To Lars, five years is a long time. Especially when those five years have been spent looking up at the same sky. The thing is, Lars has a fondness for travelling and living abroad. A trait he believes he has inherited from his parents.
“Both my parents are very curious and openminded. When my mother was young, she travelled to the high north beyond the arctic circle to work as a nurse in the town of Hammerfest, the world’s most northern town. My father toured the roads of southern Europe in the early fifties with his friends. They have always loved adventure,” smiles Lars.
So, when Lars was offered the position to become Managing Director of Falck Germany in early 2017, the stars had aligned perfectly.
“I had been working in Denmark for the past five years. I longed to go abroad, and so did my wife. Even our three boys thought it sounded fun. The job was challenging. And I was attracted by the fact that I would substitute logistics and shipping for saving and improving lives. It was not only an easy choice, it was the perfect opportunity,” says Lars.
Numbers and action
But before Lars could settle in with Falck in Hamburg, Germany, he had to leave the small town of Thisted in northern Denmark, where he grew up. And his ticket out was numbers.
“I’ve always been good with numbers. Perhaps it stems from me growing up in Northern Jutland. It’s a very disciplined culture. And it takes hard work and discipline to work with numbers,” says Lars.
Being good with numbers – and his father a state-authorized public accountant running his own auditing firm – Lars naturally considered pursuing a career within finance and auditing.
“But my father grabbed me by the collar and said: ‘Son, you can do anything you want. But you’ve got to promise me one thing – don’t ever become an accountant!’ He knew me. It was too boring. I needed more action,” laughs Lars.
So, Lars took a year abroad as a high school student in the US. It was a very different culture. Competitiveness was present everywhere. And not something that was frowned upon.
“I enjoyed the American way of cherishing competitiveness. It was not reserved for sports like I was used from back home. It was everywhere. In academics, sports, arts and crafts. And it was probably then that I really discovered my competitive nature,” says Lars.
Coaching and shipping
In the US, Lars joined the track and wrestling teams at his high school. It had a profound effect on him – especially his two coaches.
“It was the first time I met somebody who could really motivate people. It was amazing. Mr. McFadden and Coach Jaeger could make you super enthusiastic about what you were doing and use that enthusiasm to push yourself even further. Their style of leadership still inspires me today: Be honest. Be direct. Create enthusiasm about what you’re trying to achieve – and use that enthusiasm to become better,” says Lars.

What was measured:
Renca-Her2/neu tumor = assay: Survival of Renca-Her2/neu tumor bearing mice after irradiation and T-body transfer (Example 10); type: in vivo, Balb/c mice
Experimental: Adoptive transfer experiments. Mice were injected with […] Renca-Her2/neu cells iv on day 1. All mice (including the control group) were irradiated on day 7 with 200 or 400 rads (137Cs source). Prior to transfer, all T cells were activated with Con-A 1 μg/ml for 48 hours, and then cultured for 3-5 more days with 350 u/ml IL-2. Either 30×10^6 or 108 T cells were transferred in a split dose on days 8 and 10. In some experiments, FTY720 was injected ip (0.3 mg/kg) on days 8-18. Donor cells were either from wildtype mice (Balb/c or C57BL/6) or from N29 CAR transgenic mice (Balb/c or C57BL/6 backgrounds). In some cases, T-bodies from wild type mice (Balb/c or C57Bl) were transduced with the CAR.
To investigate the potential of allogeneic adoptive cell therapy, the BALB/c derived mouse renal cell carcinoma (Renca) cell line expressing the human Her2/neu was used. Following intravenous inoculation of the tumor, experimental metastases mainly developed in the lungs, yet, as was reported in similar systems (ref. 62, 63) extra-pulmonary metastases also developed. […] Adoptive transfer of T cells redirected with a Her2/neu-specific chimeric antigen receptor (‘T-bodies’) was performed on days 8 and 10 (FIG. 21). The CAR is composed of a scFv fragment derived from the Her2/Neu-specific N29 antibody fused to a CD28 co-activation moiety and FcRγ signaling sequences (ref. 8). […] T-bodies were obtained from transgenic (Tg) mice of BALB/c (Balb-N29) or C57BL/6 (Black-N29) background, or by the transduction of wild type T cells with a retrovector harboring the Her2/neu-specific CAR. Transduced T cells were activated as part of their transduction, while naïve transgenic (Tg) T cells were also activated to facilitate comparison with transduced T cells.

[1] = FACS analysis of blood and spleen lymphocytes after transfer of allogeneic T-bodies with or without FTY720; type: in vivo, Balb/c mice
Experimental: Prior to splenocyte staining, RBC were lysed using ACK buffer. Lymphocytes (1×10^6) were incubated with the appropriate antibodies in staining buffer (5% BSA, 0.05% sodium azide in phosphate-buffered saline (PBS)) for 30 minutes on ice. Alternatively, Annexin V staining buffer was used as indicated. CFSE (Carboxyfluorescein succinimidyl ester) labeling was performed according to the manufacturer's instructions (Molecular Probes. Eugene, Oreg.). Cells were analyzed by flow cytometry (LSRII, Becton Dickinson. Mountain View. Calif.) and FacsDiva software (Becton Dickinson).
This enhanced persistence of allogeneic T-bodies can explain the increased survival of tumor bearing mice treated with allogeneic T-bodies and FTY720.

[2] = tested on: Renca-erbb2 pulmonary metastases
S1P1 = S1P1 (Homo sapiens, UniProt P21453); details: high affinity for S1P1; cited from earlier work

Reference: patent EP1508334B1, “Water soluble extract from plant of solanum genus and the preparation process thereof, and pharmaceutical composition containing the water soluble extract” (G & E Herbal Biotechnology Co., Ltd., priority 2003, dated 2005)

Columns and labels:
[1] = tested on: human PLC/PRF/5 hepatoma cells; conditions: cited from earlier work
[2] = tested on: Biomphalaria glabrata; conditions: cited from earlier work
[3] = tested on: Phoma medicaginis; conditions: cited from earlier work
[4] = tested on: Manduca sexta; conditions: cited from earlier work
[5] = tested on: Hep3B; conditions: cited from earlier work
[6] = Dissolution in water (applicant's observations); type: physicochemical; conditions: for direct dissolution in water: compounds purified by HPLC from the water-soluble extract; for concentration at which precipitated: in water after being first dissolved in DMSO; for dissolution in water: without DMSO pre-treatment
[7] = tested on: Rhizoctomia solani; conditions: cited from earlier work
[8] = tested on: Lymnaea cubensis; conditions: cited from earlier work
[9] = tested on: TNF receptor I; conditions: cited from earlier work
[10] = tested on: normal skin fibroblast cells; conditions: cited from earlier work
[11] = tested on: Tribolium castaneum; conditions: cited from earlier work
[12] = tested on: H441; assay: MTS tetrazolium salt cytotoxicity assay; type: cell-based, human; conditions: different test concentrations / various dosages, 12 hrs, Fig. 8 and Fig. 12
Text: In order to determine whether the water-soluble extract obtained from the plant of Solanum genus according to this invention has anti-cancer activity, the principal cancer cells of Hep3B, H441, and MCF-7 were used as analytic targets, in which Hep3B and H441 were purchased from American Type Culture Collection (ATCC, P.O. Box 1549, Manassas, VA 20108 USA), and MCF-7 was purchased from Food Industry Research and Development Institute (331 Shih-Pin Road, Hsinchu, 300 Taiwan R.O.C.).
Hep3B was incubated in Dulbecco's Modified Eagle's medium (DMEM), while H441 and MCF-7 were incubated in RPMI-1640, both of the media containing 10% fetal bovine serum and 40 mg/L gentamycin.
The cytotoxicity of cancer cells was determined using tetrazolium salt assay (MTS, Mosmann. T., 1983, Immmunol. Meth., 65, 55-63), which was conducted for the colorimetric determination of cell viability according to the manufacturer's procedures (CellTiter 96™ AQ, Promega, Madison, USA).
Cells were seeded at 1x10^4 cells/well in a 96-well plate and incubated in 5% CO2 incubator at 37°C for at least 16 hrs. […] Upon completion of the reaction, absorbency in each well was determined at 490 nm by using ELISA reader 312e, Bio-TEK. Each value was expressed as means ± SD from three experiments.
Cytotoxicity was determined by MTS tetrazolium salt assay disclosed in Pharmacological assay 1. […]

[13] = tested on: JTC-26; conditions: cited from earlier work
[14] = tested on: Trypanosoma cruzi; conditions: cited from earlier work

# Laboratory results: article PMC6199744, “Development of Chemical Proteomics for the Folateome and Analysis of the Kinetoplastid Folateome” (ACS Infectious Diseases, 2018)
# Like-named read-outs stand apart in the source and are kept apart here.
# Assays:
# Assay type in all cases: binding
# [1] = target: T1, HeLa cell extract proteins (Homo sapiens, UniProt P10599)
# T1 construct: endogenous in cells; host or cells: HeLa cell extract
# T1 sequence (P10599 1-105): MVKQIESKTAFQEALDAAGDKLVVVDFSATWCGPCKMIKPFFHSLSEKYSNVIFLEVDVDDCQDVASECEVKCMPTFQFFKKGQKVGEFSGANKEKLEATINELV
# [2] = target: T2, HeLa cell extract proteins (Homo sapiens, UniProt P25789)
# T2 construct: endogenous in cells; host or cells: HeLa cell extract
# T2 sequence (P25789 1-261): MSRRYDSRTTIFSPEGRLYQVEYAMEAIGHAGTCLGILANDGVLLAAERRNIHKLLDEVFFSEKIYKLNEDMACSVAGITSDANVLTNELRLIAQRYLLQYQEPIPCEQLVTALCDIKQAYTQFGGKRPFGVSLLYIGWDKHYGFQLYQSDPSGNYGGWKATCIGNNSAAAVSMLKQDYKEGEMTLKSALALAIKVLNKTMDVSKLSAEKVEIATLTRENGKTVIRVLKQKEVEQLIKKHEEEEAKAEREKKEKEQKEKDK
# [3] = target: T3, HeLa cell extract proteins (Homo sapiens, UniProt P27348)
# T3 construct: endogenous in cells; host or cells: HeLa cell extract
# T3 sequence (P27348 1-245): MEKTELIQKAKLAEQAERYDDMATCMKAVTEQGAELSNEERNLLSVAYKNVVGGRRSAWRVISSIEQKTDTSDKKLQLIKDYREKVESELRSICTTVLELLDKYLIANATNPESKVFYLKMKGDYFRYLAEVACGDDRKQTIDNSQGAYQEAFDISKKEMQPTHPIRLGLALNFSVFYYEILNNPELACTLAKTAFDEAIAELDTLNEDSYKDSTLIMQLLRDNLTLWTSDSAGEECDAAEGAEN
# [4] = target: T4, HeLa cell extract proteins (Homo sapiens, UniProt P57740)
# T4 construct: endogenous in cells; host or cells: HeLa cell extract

Returning from the US, Lars skipped accounting and decided to join the Danish shipping giant Maersk.
“It was a super attractive employer with some very exciting trainee programs. And I met the same competitive culture as I had met in the US,” says Lars.
In his time with Maersk, Lars was posted in six different countries, living and working in countries as culturally different as Sweden and Brazil.
“I basically got my education in Maersk” laughs Lars. “I even met my wife while with them. And she’s Italian.”
From shipping to saving lives
When Lars joined Falck, he was tasked with the job of making a turn-around of Falck’s business in Germany. Not an easy job. But the kind of challenge Lars enjoys.
“To me, it was an exciting opportunity. It’s something I’ve done before and enjoy. To gain an understanding of the company, make sure the strategy is right, get the right people on board in the right positions and execute on the strategy.”
During Lars’ tenure, Falck Germany managed to trim down the product portfolio and yet grow the top line by fifty percent by focusing on the core business. Something that got the attention of the executive leadership in Falck, who decided to send Lars to Slovakia for a ramp down.
In Slovakia, Falck had decided to decline to bid for a contract, which meant Falck was closing shop and had to terminate lease contracts for more than 100 Falck stations and lay off 1500 employees.
“It was a major project. Very complex. But we were successful. We even managed to negotiate a Transfer of Rights and Obligations for our employees, which meant we were able to secure them the same contractual conditions with the new ambulance operator as they had enjoyed with us. It was the first time such an agreement was made in Slovakia,” says Lars.
Making a difference
Today, Lars is Senior Vice President and head of Falck’s European Ambulance and Fire business. A job that is more about the overall strategy and less about the day-to-day running of the business. But that doesn’t mean Lars feels distanced from the core purpose of Falck.
“If we don’t do our job properly at Falck, people can die. If we do our job well, we can save and improve lives. That goes for me too,” says Lars. “And I like it when you have the opportunity to make a difference. I like environments that create those opportunities”.